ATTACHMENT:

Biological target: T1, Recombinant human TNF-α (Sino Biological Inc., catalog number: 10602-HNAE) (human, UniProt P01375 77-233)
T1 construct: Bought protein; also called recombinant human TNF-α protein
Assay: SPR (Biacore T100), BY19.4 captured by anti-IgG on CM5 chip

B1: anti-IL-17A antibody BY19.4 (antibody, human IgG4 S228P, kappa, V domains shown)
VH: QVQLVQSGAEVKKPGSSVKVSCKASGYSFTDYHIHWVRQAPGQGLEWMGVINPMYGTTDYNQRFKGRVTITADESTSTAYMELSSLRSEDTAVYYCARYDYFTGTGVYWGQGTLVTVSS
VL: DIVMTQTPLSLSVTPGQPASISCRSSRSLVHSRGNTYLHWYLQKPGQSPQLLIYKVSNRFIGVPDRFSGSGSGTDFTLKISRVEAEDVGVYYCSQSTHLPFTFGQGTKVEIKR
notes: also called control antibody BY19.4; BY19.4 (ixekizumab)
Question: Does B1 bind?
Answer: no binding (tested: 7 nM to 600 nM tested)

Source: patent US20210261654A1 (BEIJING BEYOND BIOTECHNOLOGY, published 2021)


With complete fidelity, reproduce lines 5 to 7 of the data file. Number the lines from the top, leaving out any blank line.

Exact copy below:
VH: QVQLVQSGAEVKKPGSSVKVSCKASGYSFTDYHIHWVRQAPGQGLEWMGVINPMYGTTDYNQRFKGRVTITADESTSTAYMELSSLRSEDTAVYYCARYDYFTGTGVYWGQGTLVTVSS
VL: DIVMTQTPLSLSVTPGQPASISCRSSRSLVHSRGNTYLHWYLQKPGQSPQLLIYKVSNRFIGVPDRFSGSGSGTDFTLKISRVEAEDVGVYYCSQSTHLPFTFGQGTKVEIKR
notes: also called control antibody BY19.4; BY19.4 (ixekizumab)